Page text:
Fiscal Policy

Fiscal policy shall be discussed on this paper largely based on two sources: David N. Weil’s (2002) “Fiscal Policy” article from the Concise Encyclopedia of Economics; and Sparknotes’ (2006) discussion on “Fiscal Policy. ” As such, this paper shall be divided into the following parts: What fiscal policy is; types of fiscal policy; fiscal policy as a tool for economic stabilization; what fiscal policy affects. What Fiscal Policy Is According to Weil, fiscal policy refers to the “use of government budget to affect an economy.

” By “use,” we generally refer to two actions, namely taxation and government spending. In the imposition of taxes, the government “receives revenue from the populace” (Sparknotes), that is, there occurs a transfer of funds or assets from the people to the government. Government spending, on the other hand, does the reverse: assets this time are transferred from the government to the people in the form government wages, social security, health services, and many others.

Through taxation and government spending then, the economy is “affected. ” At this point, the equation for output or national income comes in very helpful. In the equation Y=C(y-T) + I + G + NX, (1) Y is output or national income, y-T is disposable income (represented by the equation, income minus taxes), C is consumption spending, I is investment, G is government spending, and NX is net exports.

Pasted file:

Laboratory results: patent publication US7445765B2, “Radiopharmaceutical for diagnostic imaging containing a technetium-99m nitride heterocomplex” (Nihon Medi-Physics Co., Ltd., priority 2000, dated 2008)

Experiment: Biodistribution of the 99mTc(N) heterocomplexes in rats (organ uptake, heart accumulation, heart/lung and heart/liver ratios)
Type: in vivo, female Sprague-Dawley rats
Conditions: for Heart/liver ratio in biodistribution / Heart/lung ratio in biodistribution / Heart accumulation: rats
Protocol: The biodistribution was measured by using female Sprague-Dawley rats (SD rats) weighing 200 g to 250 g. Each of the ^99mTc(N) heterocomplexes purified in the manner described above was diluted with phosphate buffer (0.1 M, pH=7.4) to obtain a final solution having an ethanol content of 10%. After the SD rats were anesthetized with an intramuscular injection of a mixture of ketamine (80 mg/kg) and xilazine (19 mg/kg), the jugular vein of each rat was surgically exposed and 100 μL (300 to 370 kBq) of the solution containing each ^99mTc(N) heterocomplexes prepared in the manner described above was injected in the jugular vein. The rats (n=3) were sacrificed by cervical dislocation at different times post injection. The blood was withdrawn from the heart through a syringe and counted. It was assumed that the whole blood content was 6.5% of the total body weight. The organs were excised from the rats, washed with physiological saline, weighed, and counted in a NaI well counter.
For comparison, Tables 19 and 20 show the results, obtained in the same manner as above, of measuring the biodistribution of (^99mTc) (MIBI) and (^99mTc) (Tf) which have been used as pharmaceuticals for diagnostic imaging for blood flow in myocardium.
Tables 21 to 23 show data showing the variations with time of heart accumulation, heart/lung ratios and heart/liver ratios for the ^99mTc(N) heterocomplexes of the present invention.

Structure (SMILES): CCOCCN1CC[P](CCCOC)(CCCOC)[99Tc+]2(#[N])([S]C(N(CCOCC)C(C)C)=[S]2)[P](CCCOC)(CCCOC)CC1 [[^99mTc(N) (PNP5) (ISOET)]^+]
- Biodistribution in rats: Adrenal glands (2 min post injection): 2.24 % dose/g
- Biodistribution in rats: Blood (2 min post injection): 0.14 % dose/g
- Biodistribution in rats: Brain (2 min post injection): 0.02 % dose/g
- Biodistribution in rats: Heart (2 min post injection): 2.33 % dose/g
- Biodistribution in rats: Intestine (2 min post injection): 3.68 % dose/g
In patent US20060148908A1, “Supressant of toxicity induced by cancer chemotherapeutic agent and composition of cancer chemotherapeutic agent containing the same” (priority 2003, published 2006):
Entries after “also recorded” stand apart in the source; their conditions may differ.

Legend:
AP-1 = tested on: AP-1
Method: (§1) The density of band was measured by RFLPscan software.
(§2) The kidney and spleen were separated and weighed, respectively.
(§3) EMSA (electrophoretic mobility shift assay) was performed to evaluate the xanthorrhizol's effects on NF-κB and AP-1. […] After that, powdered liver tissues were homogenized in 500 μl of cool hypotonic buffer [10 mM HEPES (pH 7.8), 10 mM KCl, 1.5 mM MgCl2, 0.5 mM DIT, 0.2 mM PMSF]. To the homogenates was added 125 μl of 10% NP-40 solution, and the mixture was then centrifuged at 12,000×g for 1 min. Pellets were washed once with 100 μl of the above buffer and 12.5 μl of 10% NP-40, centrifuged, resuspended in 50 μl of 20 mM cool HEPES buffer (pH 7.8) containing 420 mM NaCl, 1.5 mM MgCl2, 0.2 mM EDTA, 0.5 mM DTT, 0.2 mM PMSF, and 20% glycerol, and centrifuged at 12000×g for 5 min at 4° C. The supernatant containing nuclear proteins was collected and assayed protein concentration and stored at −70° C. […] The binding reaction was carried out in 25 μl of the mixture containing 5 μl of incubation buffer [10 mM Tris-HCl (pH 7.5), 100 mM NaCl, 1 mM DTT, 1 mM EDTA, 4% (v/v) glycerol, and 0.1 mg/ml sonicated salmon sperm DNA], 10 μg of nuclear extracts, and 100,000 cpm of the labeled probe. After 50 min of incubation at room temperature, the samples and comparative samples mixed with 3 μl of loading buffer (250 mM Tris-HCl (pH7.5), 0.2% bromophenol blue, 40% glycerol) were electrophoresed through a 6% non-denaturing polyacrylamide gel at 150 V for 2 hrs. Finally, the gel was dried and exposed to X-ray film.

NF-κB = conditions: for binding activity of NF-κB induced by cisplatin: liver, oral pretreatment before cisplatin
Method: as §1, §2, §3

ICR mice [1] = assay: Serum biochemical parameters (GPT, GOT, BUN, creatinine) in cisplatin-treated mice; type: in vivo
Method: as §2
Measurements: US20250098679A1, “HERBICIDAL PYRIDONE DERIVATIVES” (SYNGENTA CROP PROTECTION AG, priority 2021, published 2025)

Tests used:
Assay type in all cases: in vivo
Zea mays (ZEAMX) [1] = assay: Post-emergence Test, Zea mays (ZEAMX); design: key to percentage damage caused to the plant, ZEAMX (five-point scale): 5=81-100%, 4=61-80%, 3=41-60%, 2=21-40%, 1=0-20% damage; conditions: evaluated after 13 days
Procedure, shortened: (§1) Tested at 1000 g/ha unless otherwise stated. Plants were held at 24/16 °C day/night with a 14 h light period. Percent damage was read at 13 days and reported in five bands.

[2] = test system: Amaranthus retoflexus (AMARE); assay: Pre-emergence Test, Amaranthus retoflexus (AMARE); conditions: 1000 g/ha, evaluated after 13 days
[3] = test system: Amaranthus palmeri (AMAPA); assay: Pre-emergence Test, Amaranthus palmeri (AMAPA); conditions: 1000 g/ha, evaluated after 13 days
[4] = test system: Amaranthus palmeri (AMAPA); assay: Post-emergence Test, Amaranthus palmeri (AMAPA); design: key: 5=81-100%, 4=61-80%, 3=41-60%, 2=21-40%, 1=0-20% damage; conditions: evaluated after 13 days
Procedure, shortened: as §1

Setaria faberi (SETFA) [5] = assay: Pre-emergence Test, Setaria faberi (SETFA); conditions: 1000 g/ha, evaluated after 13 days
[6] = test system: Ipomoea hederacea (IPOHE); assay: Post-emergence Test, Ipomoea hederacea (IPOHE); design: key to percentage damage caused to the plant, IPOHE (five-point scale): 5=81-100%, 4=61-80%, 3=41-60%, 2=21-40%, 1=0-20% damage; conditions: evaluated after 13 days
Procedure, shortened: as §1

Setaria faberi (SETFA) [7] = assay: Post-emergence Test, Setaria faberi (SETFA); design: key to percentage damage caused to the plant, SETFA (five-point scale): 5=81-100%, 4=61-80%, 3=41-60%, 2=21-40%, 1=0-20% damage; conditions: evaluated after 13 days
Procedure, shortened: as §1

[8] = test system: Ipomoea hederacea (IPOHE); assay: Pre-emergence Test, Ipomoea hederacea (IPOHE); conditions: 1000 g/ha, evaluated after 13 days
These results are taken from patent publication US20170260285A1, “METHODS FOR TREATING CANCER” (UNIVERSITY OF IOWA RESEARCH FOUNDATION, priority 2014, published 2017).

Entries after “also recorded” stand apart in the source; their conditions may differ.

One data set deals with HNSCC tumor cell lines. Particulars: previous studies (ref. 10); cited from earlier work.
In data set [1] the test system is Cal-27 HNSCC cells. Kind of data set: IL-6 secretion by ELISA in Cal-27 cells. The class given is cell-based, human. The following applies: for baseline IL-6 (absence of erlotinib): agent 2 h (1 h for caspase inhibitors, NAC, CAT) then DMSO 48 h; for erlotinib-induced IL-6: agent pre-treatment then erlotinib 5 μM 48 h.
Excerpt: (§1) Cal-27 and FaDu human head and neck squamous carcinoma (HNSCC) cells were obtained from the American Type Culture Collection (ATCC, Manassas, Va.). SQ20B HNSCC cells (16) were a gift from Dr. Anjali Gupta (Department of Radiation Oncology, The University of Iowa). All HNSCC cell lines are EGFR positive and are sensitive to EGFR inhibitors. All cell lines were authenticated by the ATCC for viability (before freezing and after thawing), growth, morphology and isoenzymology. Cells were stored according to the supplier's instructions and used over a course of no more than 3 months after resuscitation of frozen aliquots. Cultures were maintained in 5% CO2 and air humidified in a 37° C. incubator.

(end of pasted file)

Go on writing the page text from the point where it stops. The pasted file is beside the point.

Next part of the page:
From this equation, we see both taxes (i. e. , T) and government spending (i. e. , G) in the picture and hence we could safely say that these two fiscal policy actions can and do affect national income or output, and as such, affect the economy. How these two actions concretely affect the economy shall be discussed in the next section. Types of Fiscal Policy There are two types of fiscal policy measures: expansionary and contractionary fiscal policy. An expansionary fiscal policy measure increases the “amount of money available to the populace” (Sparknotes). This type of measure ideally increases output or national income.

This increase in output happens when taxes are lowered and/or government spending is increased. If we look at equation (1) again, we should notice that both increase in government spending (G) and a decrease in taxation (T) [assuming stable income y and thus an increase in consumption spending C] increase output (Y). In either or both instances of increased government spending or decreased taxation, the amount of available money to the population is increased, and as such, the populace is assumed to be wealthier and the output or national income is likewise increased.